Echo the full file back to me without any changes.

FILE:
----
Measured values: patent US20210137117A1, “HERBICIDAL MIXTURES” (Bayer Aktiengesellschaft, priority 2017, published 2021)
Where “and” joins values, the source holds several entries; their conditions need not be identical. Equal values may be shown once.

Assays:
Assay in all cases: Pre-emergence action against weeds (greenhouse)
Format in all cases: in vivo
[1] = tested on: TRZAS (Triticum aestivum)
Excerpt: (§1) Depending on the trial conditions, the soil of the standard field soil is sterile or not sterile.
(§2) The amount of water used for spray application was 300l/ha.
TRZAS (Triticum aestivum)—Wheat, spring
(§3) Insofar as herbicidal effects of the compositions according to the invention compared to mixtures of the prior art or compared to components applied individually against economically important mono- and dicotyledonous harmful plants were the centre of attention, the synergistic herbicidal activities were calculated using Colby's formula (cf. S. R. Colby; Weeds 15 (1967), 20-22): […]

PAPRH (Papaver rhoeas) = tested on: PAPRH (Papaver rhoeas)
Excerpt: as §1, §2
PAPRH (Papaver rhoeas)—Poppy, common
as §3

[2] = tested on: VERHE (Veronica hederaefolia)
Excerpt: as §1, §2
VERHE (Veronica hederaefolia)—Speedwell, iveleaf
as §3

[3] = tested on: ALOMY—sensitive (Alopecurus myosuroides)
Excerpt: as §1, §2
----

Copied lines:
Measured values: patent US20210137117A1, “HERBICIDAL MIXTURES” (Bayer Aktiengesellschaft, priority 2017, published 2021)
Where “and” joins values, the source holds several entries; their conditions need not be identical. Equal values may be shown once.

Assays:
Assay in all cases: Pre-emergence action against weeds (greenhouse)
Format in all cases: in vivo
[1] = tested on: TRZAS (Triticum aestivum)
Excerpt: (§1) Depending on the trial conditions, the soil of the standard field soil is sterile or not sterile.
(§2) The amount of water used for spray application was 300l/ha.
TRZAS (Triticum aestivum)—Wheat, spring
(§3) Insofar as herbicidal effects of the compositions according to the invention compared to mixtures of the prior art or compared to components applied individually against economically important mono- and dicotyledonous harmful plants were the centre of attention, the synergistic herbicidal activities were calculated using Colby's formula (cf. S. R. Colby; Weeds 15 (1967), 20-22): […]

PAPRH (Papaver rhoeas) = tested on: PAPRH (Papaver rhoeas)
Excerpt: as §1, §2
PAPRH (Papaver rhoeas)—Poppy, common
as §3

[2] = tested on: VERHE (Veronica hederaefolia)
Excerpt: as §1, §2
VERHE (Veronica hederaefolia)—Speedwell, iveleaf
as §3

[3] = tested on: ALOMY—sensitive (Alopecurus myosuroides)
Excerpt: as §1, §2